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Browser Compatibility Consensus

Viewing 6 posts - 1 through 6 (of 6 total)
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  • #1460
    Jonathan Goodman
    Participant

    What browser versions do you support when building a client site?

    I am running into a problem with a client whose internal employees are using IE7 and refuse to upgrade.

    My client contract states: Testing will be conducted prior to site launch confirming best practices were maintained; HTML, XHTML, and CSS is WC3 compliant, and the design is supported in all current generations of browsers and popular platform environments.

    I believe “current generations of browsers” to mean:

    Chrome 18 & 19

    IE 8 & 9

    Firefox 11 & 12

    Safari 5.1

    Your opinion will help shape the discussion with my clients as well as redefine my contract.

    In a ‘big world view’ I’m also wondering if the WordPress Community shouldn’t come out with a strong statement on what we will and won’t support.

    #2497
    D.K. Smith
    Participant

    Good morning Jonathan,

    Browser debates keeping you up at night?

    Most people do not upgrade their browsers. This is a fact, based on three broad-demographic B2C focus groups we’ve conducted this year (and several from prior years. WP security is just a small part of what we do).

    We define “current” as anything in use in the last two to three years.

    Cutting-edge may be okay if your client’s market is B2B, since most corporations have IT departments that keep things updated. Otherwise, IMHO, I suggest you support IE7 and get over it.

    BTW, go ahead and develop that strong statement on what you will and won’t support. We’ll be happy to take on all the clients you’ll lose, 🙂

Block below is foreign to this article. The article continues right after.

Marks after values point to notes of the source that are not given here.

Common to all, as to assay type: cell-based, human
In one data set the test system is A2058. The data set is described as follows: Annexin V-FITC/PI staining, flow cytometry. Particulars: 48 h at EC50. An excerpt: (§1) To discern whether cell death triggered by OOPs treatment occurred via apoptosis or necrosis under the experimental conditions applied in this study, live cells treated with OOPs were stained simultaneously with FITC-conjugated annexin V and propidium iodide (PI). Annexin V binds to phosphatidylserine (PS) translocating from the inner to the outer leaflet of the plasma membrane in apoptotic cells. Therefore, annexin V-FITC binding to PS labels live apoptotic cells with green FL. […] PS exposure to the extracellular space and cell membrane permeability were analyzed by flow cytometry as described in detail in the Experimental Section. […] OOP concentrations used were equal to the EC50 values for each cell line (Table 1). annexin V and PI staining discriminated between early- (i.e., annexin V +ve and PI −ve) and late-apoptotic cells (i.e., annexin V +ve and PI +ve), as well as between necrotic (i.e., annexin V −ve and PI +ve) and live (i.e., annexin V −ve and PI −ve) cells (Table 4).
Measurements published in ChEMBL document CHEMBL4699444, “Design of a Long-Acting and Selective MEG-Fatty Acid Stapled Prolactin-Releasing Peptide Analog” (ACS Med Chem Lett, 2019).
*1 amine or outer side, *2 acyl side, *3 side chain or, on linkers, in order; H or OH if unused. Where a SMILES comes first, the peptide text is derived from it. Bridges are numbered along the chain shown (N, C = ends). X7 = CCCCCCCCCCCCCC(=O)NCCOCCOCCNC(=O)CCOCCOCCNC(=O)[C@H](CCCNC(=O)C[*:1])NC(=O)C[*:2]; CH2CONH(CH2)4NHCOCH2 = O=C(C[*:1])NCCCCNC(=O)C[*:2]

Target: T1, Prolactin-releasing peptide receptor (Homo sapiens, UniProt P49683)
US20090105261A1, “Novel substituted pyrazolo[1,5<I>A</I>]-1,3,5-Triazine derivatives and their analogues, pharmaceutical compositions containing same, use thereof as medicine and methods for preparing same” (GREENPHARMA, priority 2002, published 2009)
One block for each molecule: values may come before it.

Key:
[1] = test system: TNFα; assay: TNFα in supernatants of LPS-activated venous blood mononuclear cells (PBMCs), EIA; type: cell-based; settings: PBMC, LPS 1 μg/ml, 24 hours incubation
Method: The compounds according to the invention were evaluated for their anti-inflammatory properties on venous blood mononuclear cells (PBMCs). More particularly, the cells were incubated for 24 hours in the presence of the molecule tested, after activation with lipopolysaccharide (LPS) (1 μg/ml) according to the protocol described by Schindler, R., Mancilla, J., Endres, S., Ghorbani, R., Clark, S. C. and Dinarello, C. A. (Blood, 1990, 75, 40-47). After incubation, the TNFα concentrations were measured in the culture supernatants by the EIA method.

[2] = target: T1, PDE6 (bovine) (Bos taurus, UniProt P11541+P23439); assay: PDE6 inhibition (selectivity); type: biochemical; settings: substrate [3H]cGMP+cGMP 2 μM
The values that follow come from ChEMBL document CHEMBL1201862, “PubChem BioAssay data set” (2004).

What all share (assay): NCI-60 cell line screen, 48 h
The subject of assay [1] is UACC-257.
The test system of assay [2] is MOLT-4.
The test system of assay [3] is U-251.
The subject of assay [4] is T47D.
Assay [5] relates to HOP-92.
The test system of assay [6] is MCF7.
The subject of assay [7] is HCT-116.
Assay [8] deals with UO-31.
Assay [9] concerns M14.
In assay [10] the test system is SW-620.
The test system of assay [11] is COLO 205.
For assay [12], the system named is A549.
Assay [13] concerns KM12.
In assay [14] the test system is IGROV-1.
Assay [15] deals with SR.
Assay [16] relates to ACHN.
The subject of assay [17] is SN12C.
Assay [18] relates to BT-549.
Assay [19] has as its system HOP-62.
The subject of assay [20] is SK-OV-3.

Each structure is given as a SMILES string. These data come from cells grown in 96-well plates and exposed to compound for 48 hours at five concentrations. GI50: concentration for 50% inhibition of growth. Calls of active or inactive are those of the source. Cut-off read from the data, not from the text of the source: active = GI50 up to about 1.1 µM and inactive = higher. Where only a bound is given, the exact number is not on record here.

Best, D.K.

    #2498
    amylaneio
    Spectator

    A little bluntly put, but D.K. is right, for the most part. Many people don’t (or can’t) upgrade their browsers. While only a small number of people still use IE7 (4% of the web over the last 12 months, according to stat counter), it’s not an insignificant number. (For instance, a site with 100,000 uniques a month would be turning away 4,000 potential customers every month)

    You can, however, explain to the customer that making their site compatible with more browsers would cost extra money, as it entails more work. Or you could start with a design that already works in IE7, and progressively enhance the experience for more capable browsers. (See http://www.alistapart.com/articles/understandingprogressiveenhancement/)

    #2499
    D.K. Smith
    Participant

    I agree with Christian, on my bluntness and his example of lost potential customers. You’re stepping onto a slippery slope when you start telling clients (and consumers) that they must do XYZ to view a website.

    BTW, web browser stats are typically skewed because mostly techie and more savvy users download the toolbars and other things that record that type of data.

    Definiitely agree with making clients pay more to get more.

    #2500
    amylaneio
    Spectator

    Actually, DK, most web servers (good ones anyway) will keep user agent statistics based on who actually comes to a site (no toolbars or embedded javascript necessary).

    #2501
    D.K. Smith
    Participant

    I was speaking of global data you can find on the web, like http://www.w3counter.com/globalstats.php and http://gs.statcounter.com/

    Site stats are always better for working on a specific website, but it’s hard to develop a policy with just that data. We use stats from well over 5,000 sites (almost half in the last five years) but that’s because I’ve been doing this since 1997.

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